It is significant that during the upheavals of the 1980s there has been such a flood of books posing basic theoretical questions about what English is or should be. Simply to consider the many titles is enough, with their emphasis on rereading, rewriting or reordering the tradition, on changes, new directions or perspectives, on widening, extending or even exploding the subject. People have talked so much of the ‘crisis’ in English studies that the prophecy has become self-fulfilling. As different models (or paradigms) of English teaching have successively come under attack, it has become plain both that there is no return to some ‘innocent’ English and also that there is little prospect of replacing English with some agreed alternative, whatever it might be called (Cultural Studies or Textual Studies, according to some). As Francis Mulhern has argued, ‘we face a situation in which a maximum of intellectual attack, a maximum of desire to reconstruct the subject, coincide with a near-minimum of institutional opportunity’.
It is hardly surprising, then, in a survey we conducted of over 110 English teachers, younger teachers expressed uncertainty about the nature of their subject: ‘English has emerged as a much wider subject than I had anticipated’. Even the most experienced are still tentative, saying ‘there are no certainties’ or ‘I think it is more complex now than I thought (and I thought it “the hardest subject to teach” then)’. Examining the terminology, the underlying images, used by our sample of English teachers helps to define their sense of subject identity, to establish the hidden curriculum which affects the way in which they make sense of the world, or initiate students and new teachers into the community. Their comments illustrate the validity of the Cox Report’s judgement about different, coexisting models of the subject:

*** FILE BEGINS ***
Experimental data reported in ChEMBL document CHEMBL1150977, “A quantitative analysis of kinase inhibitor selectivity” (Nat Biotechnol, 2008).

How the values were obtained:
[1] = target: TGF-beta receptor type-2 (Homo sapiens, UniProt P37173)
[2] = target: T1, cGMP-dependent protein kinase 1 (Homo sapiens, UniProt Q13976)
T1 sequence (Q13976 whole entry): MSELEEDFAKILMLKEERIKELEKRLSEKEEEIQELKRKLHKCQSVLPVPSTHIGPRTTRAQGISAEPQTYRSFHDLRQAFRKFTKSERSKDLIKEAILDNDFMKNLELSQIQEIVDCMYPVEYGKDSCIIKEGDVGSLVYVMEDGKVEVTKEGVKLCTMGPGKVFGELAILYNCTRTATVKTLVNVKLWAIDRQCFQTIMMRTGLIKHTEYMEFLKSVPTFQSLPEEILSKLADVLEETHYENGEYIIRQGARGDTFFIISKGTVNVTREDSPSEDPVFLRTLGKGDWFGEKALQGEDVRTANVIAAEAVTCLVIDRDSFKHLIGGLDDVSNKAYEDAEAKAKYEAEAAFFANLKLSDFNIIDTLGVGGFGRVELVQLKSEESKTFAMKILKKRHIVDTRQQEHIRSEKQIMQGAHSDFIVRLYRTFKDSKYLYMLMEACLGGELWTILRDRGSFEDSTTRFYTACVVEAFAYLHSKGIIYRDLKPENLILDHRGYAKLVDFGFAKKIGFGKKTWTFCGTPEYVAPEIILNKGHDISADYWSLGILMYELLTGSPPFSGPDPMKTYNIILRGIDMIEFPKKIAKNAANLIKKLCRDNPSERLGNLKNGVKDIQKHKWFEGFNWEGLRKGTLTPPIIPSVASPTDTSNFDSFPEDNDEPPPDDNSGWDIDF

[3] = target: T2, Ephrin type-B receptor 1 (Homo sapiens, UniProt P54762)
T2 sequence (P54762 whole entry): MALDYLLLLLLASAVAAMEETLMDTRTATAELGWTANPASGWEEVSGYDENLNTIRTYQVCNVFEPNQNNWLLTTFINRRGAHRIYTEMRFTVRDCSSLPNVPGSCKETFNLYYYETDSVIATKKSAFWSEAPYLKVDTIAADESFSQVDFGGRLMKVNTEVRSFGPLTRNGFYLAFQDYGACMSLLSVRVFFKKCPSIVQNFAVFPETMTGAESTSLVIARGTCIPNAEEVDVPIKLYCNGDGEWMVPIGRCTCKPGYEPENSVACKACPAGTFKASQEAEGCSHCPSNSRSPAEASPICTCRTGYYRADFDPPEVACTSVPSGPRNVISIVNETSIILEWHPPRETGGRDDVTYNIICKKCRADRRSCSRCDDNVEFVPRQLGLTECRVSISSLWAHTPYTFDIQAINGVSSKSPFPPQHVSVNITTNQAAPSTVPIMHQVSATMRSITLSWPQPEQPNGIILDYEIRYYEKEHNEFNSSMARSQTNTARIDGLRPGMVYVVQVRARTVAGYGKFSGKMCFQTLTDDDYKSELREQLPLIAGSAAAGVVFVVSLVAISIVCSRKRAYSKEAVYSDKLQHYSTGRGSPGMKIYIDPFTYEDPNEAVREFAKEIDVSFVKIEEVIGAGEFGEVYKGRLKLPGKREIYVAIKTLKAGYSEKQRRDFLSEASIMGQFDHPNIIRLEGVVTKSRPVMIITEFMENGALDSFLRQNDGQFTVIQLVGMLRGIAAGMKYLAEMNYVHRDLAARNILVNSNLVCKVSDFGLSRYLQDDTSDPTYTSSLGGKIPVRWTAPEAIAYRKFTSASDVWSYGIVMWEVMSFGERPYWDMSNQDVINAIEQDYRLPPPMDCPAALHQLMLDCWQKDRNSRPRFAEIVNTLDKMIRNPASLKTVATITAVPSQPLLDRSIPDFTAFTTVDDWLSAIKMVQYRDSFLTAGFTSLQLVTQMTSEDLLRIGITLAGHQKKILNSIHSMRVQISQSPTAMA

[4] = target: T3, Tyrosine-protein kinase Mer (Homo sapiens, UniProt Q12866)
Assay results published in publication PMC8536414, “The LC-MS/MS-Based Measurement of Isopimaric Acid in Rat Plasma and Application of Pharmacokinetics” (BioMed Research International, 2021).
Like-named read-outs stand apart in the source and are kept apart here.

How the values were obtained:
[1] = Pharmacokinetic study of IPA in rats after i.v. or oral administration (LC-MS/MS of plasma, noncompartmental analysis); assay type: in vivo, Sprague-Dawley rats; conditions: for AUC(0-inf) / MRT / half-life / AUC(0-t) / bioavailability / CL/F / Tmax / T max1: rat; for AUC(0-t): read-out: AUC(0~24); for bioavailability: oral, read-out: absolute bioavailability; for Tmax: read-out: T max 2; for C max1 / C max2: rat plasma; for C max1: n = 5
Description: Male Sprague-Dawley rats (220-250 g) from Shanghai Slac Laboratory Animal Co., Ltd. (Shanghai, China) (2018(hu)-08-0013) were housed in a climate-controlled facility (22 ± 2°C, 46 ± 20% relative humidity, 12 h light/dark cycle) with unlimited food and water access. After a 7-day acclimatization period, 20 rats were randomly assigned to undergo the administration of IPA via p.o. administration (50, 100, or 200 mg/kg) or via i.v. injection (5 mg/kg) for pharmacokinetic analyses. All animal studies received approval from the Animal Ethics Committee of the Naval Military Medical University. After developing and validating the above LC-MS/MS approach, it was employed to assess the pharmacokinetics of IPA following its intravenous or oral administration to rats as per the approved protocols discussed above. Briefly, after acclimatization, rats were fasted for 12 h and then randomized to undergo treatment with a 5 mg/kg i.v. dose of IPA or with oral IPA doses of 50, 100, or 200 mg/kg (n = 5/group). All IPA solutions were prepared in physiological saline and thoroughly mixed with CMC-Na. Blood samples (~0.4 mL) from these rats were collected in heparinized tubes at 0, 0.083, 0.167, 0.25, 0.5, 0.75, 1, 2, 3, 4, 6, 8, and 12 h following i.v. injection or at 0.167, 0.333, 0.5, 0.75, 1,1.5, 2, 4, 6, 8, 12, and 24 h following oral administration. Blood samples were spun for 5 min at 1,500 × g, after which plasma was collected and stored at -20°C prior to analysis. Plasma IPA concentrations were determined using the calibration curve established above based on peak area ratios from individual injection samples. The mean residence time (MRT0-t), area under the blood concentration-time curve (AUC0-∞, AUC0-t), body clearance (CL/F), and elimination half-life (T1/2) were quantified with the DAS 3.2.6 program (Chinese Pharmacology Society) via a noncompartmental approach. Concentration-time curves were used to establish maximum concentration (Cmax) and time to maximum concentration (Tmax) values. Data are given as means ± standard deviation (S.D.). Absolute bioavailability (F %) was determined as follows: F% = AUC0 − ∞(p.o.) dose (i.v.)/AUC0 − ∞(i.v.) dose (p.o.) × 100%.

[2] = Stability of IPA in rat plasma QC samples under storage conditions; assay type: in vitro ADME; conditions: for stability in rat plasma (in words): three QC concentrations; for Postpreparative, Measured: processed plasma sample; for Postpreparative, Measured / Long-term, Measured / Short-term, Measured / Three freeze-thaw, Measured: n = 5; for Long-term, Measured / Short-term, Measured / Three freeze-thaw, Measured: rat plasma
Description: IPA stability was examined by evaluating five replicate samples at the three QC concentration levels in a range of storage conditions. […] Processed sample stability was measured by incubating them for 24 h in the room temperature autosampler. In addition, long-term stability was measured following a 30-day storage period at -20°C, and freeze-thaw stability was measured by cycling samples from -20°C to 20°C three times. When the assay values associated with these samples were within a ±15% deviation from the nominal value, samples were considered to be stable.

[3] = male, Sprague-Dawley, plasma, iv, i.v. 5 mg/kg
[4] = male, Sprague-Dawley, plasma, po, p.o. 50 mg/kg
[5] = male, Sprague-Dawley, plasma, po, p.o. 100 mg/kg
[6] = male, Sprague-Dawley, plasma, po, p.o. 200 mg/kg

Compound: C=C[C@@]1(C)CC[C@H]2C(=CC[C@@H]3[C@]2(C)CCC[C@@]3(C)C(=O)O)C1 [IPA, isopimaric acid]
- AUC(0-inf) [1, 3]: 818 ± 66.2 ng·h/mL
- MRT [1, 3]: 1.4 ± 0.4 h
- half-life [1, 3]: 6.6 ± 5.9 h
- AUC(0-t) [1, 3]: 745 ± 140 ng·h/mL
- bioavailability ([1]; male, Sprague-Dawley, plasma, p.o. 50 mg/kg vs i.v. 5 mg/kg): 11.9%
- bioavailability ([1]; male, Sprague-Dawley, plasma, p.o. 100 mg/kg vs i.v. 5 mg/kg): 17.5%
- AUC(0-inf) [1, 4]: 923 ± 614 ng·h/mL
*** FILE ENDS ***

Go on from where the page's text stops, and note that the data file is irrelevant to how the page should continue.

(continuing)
“It is possible to identify within the English teaching profession a number of different views of the subject…. We stress that they are not the only possible views, they are not sharply distinguishable, and they are certainly not mutually exclusive…. Teachers of English will differ in the weight they give to each of these views of the subject”.
Many teachers offered views of the subject that fit neatly enough into one or another of the five generalized models put forward in the report.